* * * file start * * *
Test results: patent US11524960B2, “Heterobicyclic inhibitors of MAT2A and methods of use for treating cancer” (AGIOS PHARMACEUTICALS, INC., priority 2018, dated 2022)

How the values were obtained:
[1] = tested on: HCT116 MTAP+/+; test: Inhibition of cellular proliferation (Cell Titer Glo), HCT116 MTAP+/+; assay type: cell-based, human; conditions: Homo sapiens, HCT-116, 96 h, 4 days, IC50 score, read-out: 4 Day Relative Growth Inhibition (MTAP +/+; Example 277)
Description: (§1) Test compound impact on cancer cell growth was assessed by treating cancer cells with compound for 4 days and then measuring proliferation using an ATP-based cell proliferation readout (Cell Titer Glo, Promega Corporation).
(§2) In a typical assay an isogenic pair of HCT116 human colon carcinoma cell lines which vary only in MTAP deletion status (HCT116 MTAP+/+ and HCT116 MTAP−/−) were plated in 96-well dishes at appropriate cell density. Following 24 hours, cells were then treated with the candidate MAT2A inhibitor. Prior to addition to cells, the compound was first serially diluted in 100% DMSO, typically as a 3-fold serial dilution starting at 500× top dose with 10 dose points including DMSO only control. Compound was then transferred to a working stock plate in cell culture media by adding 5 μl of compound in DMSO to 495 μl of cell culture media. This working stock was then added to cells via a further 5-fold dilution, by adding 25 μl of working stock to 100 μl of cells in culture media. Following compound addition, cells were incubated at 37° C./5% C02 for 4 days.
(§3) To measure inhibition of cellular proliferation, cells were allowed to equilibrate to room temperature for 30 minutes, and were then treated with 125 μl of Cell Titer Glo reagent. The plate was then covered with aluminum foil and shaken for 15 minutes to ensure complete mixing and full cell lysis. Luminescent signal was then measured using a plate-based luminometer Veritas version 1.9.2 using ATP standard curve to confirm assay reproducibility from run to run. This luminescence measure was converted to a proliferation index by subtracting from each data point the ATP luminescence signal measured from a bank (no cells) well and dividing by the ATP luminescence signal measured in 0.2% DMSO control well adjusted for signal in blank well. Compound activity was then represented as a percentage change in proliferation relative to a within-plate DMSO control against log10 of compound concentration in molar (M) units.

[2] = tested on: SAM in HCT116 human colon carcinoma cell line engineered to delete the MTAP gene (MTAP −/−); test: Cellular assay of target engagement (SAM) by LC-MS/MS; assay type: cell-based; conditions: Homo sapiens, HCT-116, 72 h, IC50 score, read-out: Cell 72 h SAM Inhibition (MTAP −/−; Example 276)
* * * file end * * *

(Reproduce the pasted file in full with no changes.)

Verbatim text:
Test results: patent US11524960B2, “Heterobicyclic inhibitors of MAT2A and methods of use for treating cancer” (AGIOS PHARMACEUTICALS, INC., priority 2018, dated 2022)

How the values were obtained:
[1] = tested on: HCT116 MTAP+/+; test: Inhibition of cellular proliferation (Cell Titer Glo), HCT116 MTAP+/+; assay type: cell-based, human; conditions: Homo sapiens, HCT-116, 96 h, 4 days, IC50 score, read-out: 4 Day Relative Growth Inhibition (MTAP +/+; Example 277)
Description: (§1) Test compound impact on cancer cell growth was assessed by treating cancer cells with compound for 4 days and then measuring proliferation using an ATP-based cell proliferation readout (Cell Titer Glo, Promega Corporation).
(§2) In a typical assay an isogenic pair of HCT116 human colon carcinoma cell lines which vary only in MTAP deletion status (HCT116 MTAP+/+ and HCT116 MTAP−/−) were plated in 96-well dishes at appropriate cell density. Following 24 hours, cells were then treated with the candidate MAT2A inhibitor. Prior to addition to cells, the compound was first serially diluted in 100% DMSO, typically as a 3-fold serial dilution starting at 500× top dose with 10 dose points including DMSO only control. Compound was then transferred to a working stock plate in cell culture media by adding 5 μl of compound in DMSO to 495 μl of cell culture media. This working stock was then added to cells via a further 5-fold dilution, by adding 25 μl of working stock to 100 μl of cells in culture media. Following compound addition, cells were incubated at 37° C./5% C02 for 4 days.
(§3) To measure inhibition of cellular proliferation, cells were allowed to equilibrate to room temperature for 30 minutes, and were then treated with 125 μl of Cell Titer Glo reagent. The plate was then covered with aluminum foil and shaken for 15 minutes to ensure complete mixing and full cell lysis. Luminescent signal was then measured using a plate-based luminometer Veritas version 1.9.2 using ATP standard curve to confirm assay reproducibility from run to run. This luminescence measure was converted to a proliferation index by subtracting from each data point the ATP luminescence signal measured from a bank (no cells) well and dividing by the ATP luminescence signal measured in 0.2% DMSO control well adjusted for signal in blank well. Compound activity was then represented as a percentage change in proliferation relative to a within-plate DMSO control against log10 of compound concentration in molar (M) units.

[2] = tested on: SAM in HCT116 human colon carcinoma cell line engineered to delete the MTAP gene (MTAP −/−); test: Cellular assay of target engagement (SAM) by LC-MS/MS; assay type: cell-based; conditions: Homo sapiens, HCT-116, 72 h, IC50 score, read-out: Cell 72 h SAM Inhibition (MTAP −/−; Example 276)